The opinion of the court was delivered by: PARKER
MEMORANDUM DECISION AND ORDER
By Petition docketed February 25, 1997, Petitioner seeks to vacate a judgment of conviction based on guilty pleas entered January 3, 1996 and January 26, 1996. See 28 U.S.C. § 2255. The crux of Montague's claim for relief, as set forth in his Petition, is that he was denied effective assistance of counsel and was not competent to plea.
Both pleas were entered into pursuant to written plea agreements. At his plea allocutions, Montague represented under oath that he fully understood and appreciated the nature and content of the plea agreements and that he entered into them knowingly and voluntarily. These representations were, in connection with both pleas, supported by colloquies during which the Court sought and received assurances from Montague that he was fully satisfied with the performance of his counsel, was cognizant of the rights given up as a consequence of the plea agreements, and that he wished to plead guilty because he was, in fact, guilty of the offenses charged.
In both plea agreements, Montague explicitly and unambiguously agreed to waive his right to appeal and agreed not pursue, pursuant to § 2255, the precise matters raised in the Petition he nonetheless filed. Specifically both plea agreements provide "it is further agreed (1) (i) that the defendant will neither appeal, nor otherwise litigate under Title 28, United States Code, § 2255, any sentence within or below the stipulated Guideline range and (2) that the Government will appeal any sentence within or above the stipulated Guideline range."
Following these guilty pleas Montague was sentenced to 46 months imprisonment to be followed by three years supervised release. The Court also imposed restitution in the amount of $ 15,000 and a mandatory special assessment of $ 200. This sentence was within the Guideline range stipulated in the plea agreements. No appeal was taken since, as previously noted, Montague waived his right to appeal. Montague received substantial benefits as a consequence of the plea agreements. For example, a good deal of the offense conduct that led to the second plea occurred while he was under Court supervision as a consequence of the prior arrest that led to the first plea.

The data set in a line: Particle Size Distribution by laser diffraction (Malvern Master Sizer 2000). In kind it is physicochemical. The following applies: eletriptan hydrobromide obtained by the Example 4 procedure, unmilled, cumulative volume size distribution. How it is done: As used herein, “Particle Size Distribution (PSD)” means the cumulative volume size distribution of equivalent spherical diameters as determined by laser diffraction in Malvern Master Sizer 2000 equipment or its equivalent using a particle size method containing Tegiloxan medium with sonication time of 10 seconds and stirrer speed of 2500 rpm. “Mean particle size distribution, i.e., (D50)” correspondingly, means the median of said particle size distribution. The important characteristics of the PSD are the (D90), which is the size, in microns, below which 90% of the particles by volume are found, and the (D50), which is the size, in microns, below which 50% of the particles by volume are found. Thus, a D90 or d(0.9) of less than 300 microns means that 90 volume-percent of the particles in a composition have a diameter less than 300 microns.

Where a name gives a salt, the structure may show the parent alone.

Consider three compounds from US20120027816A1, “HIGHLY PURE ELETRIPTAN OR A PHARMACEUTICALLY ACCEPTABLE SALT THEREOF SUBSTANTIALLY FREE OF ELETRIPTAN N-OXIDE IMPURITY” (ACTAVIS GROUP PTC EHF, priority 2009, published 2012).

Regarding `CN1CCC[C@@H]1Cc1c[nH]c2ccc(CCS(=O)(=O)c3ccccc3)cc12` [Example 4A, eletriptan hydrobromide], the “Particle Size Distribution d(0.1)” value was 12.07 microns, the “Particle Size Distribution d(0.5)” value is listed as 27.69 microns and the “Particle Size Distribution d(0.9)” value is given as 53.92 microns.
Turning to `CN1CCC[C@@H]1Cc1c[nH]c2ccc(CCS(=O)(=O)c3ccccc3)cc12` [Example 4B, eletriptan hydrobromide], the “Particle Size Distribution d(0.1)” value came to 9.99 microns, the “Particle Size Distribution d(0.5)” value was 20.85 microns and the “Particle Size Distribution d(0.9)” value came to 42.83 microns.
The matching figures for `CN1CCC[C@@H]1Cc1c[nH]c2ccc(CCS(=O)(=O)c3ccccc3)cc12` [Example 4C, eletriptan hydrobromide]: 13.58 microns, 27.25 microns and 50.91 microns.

The record herein clearly demonstrates that Montague's waiver of his right to bring a Petition pursuant to § 2255 was knowing and voluntary. As a result, the waiver is enforceable and mandates dismissal of the Petition. United States v. Ready, 82 F.3d 551, 557 (2d Cir. 1996); see also, United States v. Stevens, 66 F.3d 431, 436-37 (2d Cir. 1995).
Even if the right to appeal or to proceed pursuant to § 2255 had not been voluntarily waived, Montague's claim of ineffective assistance of counsel would, however raised, be frivolous. Petitioner was ably represented throughout the course of these proceedings by Paul Davison, Esq., of the Federal Defender Division of the Legal Aid Society. Petitioner makes no showing that "his counsel's performance fell below an objective standard and that there is a reasonable probability that his counsel's deficient performance actually prejudiced his defense." United States v. Trzaska, 111 F.3d 1019, 1029 (2d Cir. 1997); Hooper v. United States, 112 F.3d 83 (2d Cir. 1997); (citing Strickland v. Washington, 466 U.S. 668, 104 S. Ct. 2052, 80 L. Ed. 2d 674 (1984)). Moreover, the Court investigated Petitioner's competence to plead during his plea allocutions and satisfied itself that he was fully competent to plea.
For these reasons and for the reasons set forth in the Government's Memorandum filed March 30, 1998, the Petition is, in all respects, denied. The Clerk shall file a final judgment dismissing the Petition. This Court determines that, since any appeal from the dismissal of this Petition would be meritless, the Court would decline to issue a Certificate of Appealability. See 28 U.S.C. § 2253(c)(1). Nor would the Court grant in forma pauperis status. See 28 U.S.C. § 1915.
Barrington D. Parker, Jr.
United States District Judge